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  1. #1
    bvy
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    First Timer: BW Film Kit?

    I've been developing paper negatives in the darkroom for a while now (pinhole stuff) and I think I'm ready to give film a try. Curious if anyone is familair with or can comment on the practicaltiy of a kit. I'm looking at this one from Adorama:

    Beseler Developing Outfit

    Looks like it includes everything I would need short of the chemicals.

    Thanks.

  2. #2

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    It has everything, but to me it looks quite pricey. The only real thing you need is a reel and a tank. I've used the plastic AP tanks/reels which are clones of the Patterson System 4 ones. You can buy them new for a lot less, or if you have time you can pick them up for cheap on craigslist or other classifieds. Just buy some plastic measuring cups from the dollar-store for cheap. A good thermometer is helpful too but shouldn't be too expensive.
    Paul Thornton

  3. #3
    Sirius Glass's Avatar
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    Too expensive, use it as a list of what to get. I prefer stainless steel tanks and Hewes reels myself. Any tank from Craig's list or Freestyle, but get Hewes reels are head and shoulders above the rest. Plastic reels can have problems if they are wet or not completely clean. As post #2 said shop around for low prices.

    Developer, I like Kodak XTOL because it is easy to use, processes many rolls of film and is cheap.

    Stop bath with indicator, any brand

    Hypo - any brand

    Kodak PhotoFlo - keeps the film from drying with streaks and is cheap. A bottle lasts forever

    Use fishing line to hand the drying film from in the shower

    Feel free to ask questions, that is what APUG is here for. There are no bad questions. Enjoy.

    Steve
    Warning!! Handling a Hasselblad can be harmful to your financial well being!

    Nothing beats a great piece of glass!

    I leave the digital work for the urologists and proctologists.

  4. #4
    Nicholas Lindan's Avatar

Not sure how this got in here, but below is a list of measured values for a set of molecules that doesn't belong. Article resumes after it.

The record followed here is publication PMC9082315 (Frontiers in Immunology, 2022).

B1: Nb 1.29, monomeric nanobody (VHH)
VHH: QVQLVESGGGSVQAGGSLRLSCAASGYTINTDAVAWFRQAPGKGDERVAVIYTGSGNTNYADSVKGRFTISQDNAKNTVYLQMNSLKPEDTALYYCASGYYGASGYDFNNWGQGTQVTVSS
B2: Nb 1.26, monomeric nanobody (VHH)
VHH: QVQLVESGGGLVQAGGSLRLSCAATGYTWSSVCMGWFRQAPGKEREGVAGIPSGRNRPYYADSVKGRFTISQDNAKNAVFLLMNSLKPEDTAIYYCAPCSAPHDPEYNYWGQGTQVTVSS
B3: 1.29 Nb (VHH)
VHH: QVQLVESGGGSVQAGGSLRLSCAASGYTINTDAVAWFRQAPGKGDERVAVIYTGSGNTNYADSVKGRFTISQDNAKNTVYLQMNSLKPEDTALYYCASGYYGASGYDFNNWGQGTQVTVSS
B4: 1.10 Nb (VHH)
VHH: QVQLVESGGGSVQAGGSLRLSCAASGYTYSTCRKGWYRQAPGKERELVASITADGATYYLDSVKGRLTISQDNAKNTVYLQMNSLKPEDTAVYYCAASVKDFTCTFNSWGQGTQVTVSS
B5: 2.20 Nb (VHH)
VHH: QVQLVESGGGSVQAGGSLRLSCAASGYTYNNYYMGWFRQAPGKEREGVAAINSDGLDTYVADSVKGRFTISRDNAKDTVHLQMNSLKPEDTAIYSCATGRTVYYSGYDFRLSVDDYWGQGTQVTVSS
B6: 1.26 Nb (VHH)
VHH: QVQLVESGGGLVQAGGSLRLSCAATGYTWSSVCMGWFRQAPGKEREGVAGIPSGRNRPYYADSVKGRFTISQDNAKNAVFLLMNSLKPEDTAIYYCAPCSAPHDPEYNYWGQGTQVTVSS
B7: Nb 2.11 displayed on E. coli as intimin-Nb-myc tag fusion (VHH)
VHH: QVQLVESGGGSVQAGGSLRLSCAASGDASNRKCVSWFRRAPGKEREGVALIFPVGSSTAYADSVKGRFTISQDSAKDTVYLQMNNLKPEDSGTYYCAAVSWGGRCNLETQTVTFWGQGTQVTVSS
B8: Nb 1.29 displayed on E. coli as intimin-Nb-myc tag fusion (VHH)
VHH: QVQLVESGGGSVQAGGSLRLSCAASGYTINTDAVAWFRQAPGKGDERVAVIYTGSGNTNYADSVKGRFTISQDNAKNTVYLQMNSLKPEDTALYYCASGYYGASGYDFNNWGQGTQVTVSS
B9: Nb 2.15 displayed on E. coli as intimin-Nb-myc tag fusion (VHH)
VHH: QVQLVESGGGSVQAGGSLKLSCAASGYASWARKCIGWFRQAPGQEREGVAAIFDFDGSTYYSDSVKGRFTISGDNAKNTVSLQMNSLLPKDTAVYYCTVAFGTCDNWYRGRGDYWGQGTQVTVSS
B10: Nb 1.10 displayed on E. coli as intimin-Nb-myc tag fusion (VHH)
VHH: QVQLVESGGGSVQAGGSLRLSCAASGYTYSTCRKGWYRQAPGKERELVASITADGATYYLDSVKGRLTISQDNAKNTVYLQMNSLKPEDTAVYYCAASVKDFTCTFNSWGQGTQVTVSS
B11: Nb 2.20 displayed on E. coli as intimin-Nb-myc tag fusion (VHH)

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    Quote Originally Posted by Sirius Glass View Post
    There are no bad questions.
    "Why? Why, Daddy? Why aren't there any bad questions? Why, Daddy? Why? Why? Why? Why don't pigs fly? Why? Why aren't you President? Why, Daddy? Why? Mom said I could - why are you so mean?..."

    OP's OQ:

    Get a stainless tank and reel. If you are doing 35mm then Hewes reels are really nice to have, but so are Nikor reels, and most of us have used generic Japanese reels with spring clips for most of our lives.

    The stop, fix and hypo-clear you have for prints work for film.

    You will need film developer: D-76, Xtol, ID-11 are all good choices. To eliminate water spots you will need some 'Photo Flo' - But a bottle of Isopropyl alcohol mixed into a gallon jug (a gallon minus a pint) of distilled water works fine as a final rinse to remove water spotting.

    Look at Craig's list for any locals who are closing down their darkrooms.

    Save your money for an enlarger.
    DARKROOM AUTOMATION
    f-Stop Timers - Enlarging Meters
    http://www.darkroomautomation.com/da-main.htm

  5. #5

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    In addition to being expensive, that kit includes items for making prints (such as trays) which, from your post, I don't think you need. Here's my suggestion of where to start:

    Plastic tank with 2 adjustable reels for developing up to 2 35mm or 1 120 (see below)
    Small "graduate" to measure up to 4 oz in 1/2 oz increments (to measure out chemicals)
    16 oz measuring cup (to hold enough working solution to fill the tank)
    Thermometer
    4 "Bulldog" clips (http://www.faqs.org/photo-dict/phras...dog-clips.html) to hold the film while drying; or something similar
    Plastic or glass bottles to hold working solutions of chemistry (should be opaque or stored away from light)